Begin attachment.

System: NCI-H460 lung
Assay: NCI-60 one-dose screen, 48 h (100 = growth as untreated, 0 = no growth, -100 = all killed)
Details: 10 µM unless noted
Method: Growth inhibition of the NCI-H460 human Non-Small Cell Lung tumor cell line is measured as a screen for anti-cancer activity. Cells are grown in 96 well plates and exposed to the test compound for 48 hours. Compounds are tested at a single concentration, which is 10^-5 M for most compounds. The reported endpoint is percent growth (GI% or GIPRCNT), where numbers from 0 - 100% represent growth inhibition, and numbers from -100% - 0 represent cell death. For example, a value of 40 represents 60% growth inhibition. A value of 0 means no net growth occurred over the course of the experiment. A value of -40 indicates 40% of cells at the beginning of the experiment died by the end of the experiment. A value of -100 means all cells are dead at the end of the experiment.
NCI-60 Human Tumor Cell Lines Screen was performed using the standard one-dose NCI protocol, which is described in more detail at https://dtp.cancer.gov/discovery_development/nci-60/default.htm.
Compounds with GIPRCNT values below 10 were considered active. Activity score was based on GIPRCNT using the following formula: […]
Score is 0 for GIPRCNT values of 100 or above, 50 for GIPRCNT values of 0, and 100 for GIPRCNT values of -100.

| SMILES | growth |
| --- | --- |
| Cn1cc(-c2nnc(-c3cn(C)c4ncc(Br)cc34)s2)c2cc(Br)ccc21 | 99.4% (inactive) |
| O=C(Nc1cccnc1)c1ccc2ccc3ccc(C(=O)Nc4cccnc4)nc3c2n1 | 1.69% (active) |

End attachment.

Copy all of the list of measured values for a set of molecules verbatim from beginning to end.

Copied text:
System: NCI-H460 lung
Assay: NCI-60 one-dose screen, 48 h (100 = growth as untreated, 0 = no growth, -100 = all killed)
Details: 10 µM unless noted
Method: Growth inhibition of the NCI-H460 human Non-Small Cell Lung tumor cell line is measured as a screen for anti-cancer activity. Cells are grown in 96 well plates and exposed to the test compound for 48 hours. Compounds are tested at a single concentration, which is 10^-5 M for most compounds. The reported endpoint is percent growth (GI% or GIPRCNT), where numbers from 0 - 100% represent growth inhibition, and numbers from -100% - 0 represent cell death. For example, a value of 40 represents 60% growth inhibition. A value of 0 means no net growth occurred over the course of the experiment. A value of -40 indicates 40% of cells at the beginning of the experiment died by the end of the experiment. A value of -100 means all cells are dead at the end of the experiment.
NCI-60 Human Tumor Cell Lines Screen was performed using the standard one-dose NCI protocol, which is described in more detail at https://dtp.cancer.gov/discovery_development/nci-60/default.htm.
Compounds with GIPRCNT values below 10 were considered active. Activity score was based on GIPRCNT using the following formula: […]
Score is 0 for GIPRCNT values of 100 or above, 50 for GIPRCNT values of 0, and 100 for GIPRCNT values of -100.

| SMILES | growth |
| --- | --- |
| Cn1cc(-c2nnc(-c3cn(C)c4ncc(Br)cc34)s2)c2cc(Br)ccc21 | 99.4% (inactive) |
| O=C(Nc1cccnc1)c1ccc2ccc3ccc(C(=O)Nc4cccnc4)nc3c2n1 | 1.69% (active) |